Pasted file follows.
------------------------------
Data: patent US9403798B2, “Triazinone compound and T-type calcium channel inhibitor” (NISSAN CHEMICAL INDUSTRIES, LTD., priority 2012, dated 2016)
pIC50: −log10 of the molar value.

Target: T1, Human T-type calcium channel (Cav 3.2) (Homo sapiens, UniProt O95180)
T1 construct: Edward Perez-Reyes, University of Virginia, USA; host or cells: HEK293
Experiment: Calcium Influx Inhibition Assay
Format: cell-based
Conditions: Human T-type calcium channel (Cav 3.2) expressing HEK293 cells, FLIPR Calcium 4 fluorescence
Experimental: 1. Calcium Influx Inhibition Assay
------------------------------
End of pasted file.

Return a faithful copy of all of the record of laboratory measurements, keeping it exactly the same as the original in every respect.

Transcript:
Data: patent US9403798B2, “Triazinone compound and T-type calcium channel inhibitor” (NISSAN CHEMICAL INDUSTRIES, LTD., priority 2012, dated 2016)
pIC50: −log10 of the molar value.

Target: T1, Human T-type calcium channel (Cav 3.2) (Homo sapiens, UniProt O95180)
T1 construct: Edward Perez-Reyes, University of Virginia, USA; host or cells: HEK293
Experiment: Calcium Influx Inhibition Assay
Format: cell-based
Conditions: Human T-type calcium channel (Cav 3.2) expressing HEK293 cells, FLIPR Calcium 4 fluorescence
Experimental: 1. Calcium Influx Inhibition Assay